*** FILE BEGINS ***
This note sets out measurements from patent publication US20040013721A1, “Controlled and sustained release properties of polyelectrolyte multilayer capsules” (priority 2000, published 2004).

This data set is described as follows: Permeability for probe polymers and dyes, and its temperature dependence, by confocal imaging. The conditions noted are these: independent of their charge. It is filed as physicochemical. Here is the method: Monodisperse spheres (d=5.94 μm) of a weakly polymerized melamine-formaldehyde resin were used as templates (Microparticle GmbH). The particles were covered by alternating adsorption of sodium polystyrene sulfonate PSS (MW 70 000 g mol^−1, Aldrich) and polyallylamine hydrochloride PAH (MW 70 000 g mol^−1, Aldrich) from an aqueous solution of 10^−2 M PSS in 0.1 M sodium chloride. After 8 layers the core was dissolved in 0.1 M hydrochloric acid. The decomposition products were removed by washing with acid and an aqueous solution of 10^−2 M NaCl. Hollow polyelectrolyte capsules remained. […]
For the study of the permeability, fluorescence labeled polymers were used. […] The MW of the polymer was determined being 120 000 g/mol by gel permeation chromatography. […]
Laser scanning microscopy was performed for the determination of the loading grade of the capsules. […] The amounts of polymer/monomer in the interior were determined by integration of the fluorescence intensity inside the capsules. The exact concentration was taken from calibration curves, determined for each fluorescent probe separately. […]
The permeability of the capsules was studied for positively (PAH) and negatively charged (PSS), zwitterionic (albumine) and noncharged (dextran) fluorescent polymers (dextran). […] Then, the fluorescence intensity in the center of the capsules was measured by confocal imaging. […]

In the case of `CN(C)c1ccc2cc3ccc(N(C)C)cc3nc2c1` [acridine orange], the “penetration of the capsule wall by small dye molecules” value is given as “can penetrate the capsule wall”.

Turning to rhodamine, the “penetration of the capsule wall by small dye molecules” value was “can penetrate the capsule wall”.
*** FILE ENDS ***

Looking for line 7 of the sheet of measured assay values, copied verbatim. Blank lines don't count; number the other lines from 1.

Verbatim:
Turning to rhodamine, the “penetration of the capsule wall by small dye molecules” value was “can penetrate the capsule wall”.